It was the kind of news high school literature teachers probably needed to take sitting down.
Was it real? Were the coming nationally developed standards for language arts really dictating that 70 percent of what they read be nonfiction and only 30 percent fiction?
American literature teacher Suzanne Forman re-enacted her first thoughts with the colorful restraint of someone practiced in working with children.
“Holy moly!” the Winnetonka High School teacher said. “Golly gosh!”
The austere faces of Walt Whitman and Emily Dickinson looked down from a wall poster like ghostly librarians over the personal book collection filling her classroom’s shelves.
The majority were literary fiction. Ray Bradbury, “Fahrenheit 451.” Paul Bowles, “The Sheltering Sky.” Robin Cook, “Toxin.” Charlotte Brontë, “Jane Eyre.” John Updike, “Rabbit, Run.”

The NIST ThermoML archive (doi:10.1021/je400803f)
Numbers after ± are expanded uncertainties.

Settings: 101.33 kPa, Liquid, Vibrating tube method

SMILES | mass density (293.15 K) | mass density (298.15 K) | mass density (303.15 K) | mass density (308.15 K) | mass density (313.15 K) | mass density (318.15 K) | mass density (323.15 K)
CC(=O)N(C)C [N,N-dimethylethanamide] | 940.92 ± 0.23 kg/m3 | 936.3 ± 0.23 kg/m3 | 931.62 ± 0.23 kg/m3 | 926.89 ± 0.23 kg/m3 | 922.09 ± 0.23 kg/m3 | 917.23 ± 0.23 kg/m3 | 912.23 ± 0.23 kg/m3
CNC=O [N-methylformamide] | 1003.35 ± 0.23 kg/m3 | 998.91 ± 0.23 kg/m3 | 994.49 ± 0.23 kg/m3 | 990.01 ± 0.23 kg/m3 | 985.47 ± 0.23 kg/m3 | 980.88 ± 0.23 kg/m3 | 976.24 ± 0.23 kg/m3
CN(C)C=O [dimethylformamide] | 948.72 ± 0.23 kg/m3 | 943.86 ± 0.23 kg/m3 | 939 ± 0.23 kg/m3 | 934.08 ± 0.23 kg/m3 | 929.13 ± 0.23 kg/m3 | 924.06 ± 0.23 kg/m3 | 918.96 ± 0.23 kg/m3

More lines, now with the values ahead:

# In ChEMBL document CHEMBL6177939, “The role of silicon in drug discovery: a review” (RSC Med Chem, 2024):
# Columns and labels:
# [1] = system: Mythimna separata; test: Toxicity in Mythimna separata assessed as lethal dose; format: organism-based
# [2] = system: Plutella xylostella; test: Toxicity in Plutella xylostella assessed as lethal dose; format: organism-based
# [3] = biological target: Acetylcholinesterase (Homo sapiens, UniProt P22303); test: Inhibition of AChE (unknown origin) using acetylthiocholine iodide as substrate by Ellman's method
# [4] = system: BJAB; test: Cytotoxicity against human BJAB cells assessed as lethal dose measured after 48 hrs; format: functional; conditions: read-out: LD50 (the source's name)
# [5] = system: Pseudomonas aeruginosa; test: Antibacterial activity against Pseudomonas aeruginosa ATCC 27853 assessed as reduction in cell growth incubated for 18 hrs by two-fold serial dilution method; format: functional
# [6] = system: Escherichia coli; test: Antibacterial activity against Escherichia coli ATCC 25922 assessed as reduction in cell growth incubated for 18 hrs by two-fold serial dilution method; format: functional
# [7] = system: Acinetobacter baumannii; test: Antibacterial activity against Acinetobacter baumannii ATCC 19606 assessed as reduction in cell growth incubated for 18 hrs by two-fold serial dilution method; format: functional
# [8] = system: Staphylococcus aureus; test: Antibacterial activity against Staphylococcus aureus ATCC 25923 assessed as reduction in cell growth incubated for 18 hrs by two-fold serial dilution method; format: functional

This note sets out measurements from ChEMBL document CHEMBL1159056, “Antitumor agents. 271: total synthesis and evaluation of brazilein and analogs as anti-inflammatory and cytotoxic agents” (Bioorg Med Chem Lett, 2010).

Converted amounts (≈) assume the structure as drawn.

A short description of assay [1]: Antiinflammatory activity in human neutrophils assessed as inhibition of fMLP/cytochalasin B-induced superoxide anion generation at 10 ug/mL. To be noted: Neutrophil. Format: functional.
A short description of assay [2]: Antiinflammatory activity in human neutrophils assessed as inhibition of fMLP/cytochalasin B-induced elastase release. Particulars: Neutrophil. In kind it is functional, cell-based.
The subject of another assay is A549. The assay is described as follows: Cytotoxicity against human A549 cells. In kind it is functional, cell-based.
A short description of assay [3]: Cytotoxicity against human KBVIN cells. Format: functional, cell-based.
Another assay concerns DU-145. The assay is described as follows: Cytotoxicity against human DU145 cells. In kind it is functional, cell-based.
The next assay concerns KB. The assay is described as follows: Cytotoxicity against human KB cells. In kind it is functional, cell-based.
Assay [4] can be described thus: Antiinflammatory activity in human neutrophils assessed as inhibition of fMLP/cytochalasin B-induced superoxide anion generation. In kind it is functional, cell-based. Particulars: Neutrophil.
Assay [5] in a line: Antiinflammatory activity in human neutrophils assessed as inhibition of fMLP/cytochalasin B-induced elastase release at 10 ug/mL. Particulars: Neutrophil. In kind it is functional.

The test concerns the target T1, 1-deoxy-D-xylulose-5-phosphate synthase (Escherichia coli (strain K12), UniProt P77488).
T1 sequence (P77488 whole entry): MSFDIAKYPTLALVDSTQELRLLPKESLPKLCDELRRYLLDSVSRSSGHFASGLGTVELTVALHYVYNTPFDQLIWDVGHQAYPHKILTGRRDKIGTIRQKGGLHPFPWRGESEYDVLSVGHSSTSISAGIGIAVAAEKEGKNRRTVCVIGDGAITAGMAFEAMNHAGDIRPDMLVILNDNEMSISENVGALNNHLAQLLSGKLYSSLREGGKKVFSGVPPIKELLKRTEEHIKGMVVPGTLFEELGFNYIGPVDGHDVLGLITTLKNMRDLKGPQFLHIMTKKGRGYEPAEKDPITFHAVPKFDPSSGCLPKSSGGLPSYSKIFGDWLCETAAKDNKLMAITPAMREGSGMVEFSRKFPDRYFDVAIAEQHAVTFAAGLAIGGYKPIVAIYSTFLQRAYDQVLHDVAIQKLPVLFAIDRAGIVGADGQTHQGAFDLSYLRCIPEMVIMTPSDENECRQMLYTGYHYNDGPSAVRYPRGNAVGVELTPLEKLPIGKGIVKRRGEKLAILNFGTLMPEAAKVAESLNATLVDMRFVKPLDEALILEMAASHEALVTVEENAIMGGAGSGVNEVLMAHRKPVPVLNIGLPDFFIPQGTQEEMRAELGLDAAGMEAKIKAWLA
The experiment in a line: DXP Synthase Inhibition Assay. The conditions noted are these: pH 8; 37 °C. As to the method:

“We’re literature teachers,” she said. “It’s our passion. We love that fiction.”
She understands the rationale behind the creation of the Common Core State Standards, adopted by 45 states, including Missouri and Kansas. The group behind the initiative describes it as “a state-led effort to establish a shared set of clear educational standards for English language arts and mathematics that states can voluntarily adopt.”
First, nowhere in the new standards does anyone say the amount of fiction needs to be reduced. The standards say 70 percent of what high school students read overall should be “informational.”